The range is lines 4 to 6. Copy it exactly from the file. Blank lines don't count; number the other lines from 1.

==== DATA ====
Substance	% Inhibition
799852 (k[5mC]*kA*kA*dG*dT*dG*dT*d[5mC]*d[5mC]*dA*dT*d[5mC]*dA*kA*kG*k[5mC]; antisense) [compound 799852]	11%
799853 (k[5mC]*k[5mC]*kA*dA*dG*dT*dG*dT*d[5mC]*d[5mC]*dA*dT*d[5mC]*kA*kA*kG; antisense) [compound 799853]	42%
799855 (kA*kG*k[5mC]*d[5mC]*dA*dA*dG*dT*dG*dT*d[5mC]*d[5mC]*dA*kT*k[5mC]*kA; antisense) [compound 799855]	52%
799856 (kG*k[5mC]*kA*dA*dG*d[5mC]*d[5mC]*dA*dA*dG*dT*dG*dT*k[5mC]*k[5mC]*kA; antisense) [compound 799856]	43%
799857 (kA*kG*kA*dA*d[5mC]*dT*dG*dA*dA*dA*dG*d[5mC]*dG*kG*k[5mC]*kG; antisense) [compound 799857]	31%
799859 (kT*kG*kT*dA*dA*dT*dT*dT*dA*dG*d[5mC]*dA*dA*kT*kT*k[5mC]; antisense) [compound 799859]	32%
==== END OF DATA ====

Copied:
799855 (kA*kG*k[5mC]*d[5mC]*dA*dA*dG*dT*dG*dT*d[5mC]*d[5mC]*dA*kT*k[5mC]*kA; antisense) [compound 799855]	52%
799856 (kG*k[5mC]*kA*dA*dG*d[5mC]*d[5mC]*dA*dA*dG*dT*dG*dT*k[5mC]*k[5mC]*kA; antisense) [compound 799856]	43%
799857 (kA*kG*kA*dA*d[5mC]*dT*dG*dA*dA*dA*dG*d[5mC]*dG*kG*k[5mC]*kG; antisense) [compound 799857]	31%